Restrictive covenants on your land

Our experienced commercial property dispute solicitors provide tailored advice around restrictive covenants that direct how you are to use your land. If you’d like these covenants updating, or even removing, contact our team for expertise.  

How do I make a property dispute claim?

The process for making a property dispute claim is simple. Follow the steps below:

  • Contact us – once you’ve been unable to come to a suitable arrangement amicably with the relevant party, you should contact us straight away so that we can start your claim.
  • Negotiate – our expert team will provide guidance and advice throughout the process. We start by opening negotiations with the other parties involved, with the aim of finding a solution before the matter goes to court. 
  • Finding a solution – we find a solution that benefits you, whether that is through mediation with the other party, or by taking the matter further. 


Contact our specialist property dispute solicitors on
or request a call back.

Why choose Hodge Jones & Allen Solicitors?

Our commercial property dispute solicitors are leaders in their field, offering guidance you can trust and that is tailored to your situation. 

We are highly regarded specialists and independently recognised as leaders in the field by Legal 500 and Chambers & Partners. 

With over four decades’ experience in the area, our team create a clear and concise strategy for helping you resolve your issue. We’re always transparent about costs too and will keep you informed of fees throughout.

Featured case

Our client purchased a property from the local authority under the right to buy. She assumed that this included the land right in front of the property which was used for parking. She rented the property out and also rented out the parking space. Subsequently, a neighbour raised issues that she had no right to use the land for parking as she did not own it.

The outcome:

We successfully made an application for adverse possession of the land.


Frequently asked questions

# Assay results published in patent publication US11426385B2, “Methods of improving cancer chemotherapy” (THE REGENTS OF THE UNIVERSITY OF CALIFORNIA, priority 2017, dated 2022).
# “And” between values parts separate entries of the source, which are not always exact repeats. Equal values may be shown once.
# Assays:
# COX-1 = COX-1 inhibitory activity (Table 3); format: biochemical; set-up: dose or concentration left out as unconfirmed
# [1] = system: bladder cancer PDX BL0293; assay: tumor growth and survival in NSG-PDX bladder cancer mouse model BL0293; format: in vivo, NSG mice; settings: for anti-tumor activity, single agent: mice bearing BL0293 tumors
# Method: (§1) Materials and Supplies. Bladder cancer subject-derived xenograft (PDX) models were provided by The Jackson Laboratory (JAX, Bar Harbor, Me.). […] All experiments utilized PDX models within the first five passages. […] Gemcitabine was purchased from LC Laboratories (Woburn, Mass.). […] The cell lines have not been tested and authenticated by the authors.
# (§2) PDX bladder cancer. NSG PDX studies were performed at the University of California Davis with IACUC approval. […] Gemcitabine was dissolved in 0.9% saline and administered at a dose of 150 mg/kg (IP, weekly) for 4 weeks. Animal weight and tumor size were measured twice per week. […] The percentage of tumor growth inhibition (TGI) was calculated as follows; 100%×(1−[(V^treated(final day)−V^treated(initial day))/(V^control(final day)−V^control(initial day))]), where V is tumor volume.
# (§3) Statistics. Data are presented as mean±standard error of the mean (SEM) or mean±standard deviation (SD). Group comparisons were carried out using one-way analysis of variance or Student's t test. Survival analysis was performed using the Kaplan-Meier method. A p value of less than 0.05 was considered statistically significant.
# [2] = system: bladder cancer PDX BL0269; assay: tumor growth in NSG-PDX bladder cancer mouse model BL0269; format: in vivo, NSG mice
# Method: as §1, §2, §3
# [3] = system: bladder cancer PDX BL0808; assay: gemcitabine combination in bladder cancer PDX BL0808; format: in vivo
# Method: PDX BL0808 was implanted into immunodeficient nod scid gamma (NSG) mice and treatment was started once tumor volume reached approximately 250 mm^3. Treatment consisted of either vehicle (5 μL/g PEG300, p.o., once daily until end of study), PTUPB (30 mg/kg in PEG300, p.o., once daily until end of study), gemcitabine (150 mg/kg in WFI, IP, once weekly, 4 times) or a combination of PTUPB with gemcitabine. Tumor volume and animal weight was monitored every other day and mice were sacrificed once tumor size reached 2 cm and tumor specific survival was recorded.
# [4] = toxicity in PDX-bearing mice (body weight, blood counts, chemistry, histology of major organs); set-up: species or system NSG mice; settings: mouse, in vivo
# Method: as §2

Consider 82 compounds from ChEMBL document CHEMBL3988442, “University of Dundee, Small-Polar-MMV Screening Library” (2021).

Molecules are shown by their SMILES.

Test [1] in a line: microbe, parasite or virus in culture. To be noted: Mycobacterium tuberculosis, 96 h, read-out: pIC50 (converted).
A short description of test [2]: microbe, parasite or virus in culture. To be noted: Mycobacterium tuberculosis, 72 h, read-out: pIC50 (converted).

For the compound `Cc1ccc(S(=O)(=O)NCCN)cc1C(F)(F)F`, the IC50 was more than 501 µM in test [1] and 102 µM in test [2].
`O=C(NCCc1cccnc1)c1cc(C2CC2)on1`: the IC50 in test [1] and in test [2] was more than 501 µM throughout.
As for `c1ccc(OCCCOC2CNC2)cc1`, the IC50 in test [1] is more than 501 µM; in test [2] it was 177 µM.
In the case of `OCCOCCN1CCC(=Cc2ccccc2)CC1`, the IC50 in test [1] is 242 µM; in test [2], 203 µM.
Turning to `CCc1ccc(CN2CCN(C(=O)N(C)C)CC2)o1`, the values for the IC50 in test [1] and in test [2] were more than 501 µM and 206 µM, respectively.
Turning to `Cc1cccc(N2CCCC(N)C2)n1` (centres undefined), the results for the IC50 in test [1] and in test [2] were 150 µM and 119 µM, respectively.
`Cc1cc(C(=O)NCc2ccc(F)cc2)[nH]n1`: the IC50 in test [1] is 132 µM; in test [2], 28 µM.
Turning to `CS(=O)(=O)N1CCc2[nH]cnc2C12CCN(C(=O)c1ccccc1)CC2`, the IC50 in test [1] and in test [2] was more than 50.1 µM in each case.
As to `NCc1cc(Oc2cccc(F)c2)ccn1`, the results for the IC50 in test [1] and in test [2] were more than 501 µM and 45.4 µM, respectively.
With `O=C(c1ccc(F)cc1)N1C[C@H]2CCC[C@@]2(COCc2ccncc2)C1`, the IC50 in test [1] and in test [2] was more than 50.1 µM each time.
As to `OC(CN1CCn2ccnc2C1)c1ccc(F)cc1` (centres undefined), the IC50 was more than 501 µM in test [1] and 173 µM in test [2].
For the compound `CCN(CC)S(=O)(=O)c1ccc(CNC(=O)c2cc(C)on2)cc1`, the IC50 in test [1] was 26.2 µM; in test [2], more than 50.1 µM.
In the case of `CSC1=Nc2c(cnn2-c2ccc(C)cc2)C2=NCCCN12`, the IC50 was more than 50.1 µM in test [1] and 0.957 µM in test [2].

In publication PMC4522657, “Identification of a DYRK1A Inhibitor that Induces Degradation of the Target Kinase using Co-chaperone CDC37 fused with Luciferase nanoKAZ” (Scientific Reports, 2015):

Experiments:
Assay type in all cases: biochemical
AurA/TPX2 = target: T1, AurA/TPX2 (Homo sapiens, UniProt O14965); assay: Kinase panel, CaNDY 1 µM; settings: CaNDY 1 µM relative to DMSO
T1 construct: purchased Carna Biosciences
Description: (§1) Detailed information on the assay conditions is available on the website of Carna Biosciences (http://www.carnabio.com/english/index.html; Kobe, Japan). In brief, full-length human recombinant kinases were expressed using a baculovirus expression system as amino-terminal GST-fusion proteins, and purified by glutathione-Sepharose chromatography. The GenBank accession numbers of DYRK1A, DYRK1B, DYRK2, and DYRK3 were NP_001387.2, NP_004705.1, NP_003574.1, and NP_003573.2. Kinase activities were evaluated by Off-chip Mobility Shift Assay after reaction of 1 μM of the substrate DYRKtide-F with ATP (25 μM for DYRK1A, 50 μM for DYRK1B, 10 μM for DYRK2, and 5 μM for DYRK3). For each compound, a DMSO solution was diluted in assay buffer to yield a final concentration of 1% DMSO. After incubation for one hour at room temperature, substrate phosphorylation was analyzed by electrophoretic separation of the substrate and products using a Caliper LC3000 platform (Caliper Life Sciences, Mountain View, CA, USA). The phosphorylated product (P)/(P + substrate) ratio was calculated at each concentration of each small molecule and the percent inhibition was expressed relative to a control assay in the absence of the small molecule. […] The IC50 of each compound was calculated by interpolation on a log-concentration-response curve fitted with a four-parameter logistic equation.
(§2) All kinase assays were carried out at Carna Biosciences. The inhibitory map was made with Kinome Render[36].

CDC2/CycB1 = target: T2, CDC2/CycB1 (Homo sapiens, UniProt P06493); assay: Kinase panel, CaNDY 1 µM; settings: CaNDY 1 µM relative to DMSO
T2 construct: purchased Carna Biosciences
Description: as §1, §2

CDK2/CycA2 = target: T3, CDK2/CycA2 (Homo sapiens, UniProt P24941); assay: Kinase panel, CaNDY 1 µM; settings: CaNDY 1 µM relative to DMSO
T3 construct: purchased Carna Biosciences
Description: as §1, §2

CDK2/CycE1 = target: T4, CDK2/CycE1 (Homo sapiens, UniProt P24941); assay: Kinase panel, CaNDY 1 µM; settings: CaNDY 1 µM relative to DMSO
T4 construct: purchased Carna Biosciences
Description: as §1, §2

I bought a property with a friend, but they have moved out and not paid the mortgage. Can I just sell the property now?

If they’re on the legal title you will need their consent or a court order (to confirm that they no longer have any beneficial) interest in the property. You should check to see if you have any evidence of any agreement that when they moved out, they were giving up their share.

You should get them to come off the legal title in good time before you seek to sell in case this compromises on any deadlines.

A developer has purchased the neighbouring land and is proposing to develop the land to include a high-rise tower. I am afraid that it will block the light into my property. Is there anything I can do to stop this?

In the first instance you need to establish whether you have a ‘right to light’ which only applies to certain parts of your property. This can be affected by any changes/adaptations/renovations carried out to the property over the course of time.

You then need to assess how much the proposed development will affect the right of light into your property. This is a very complicated task usually undertaken by an expert surveyor.

If proceedings are necessary, the court has a number of options, which include the power to stop the development or to allow the development to proceed but provide damages in compensation.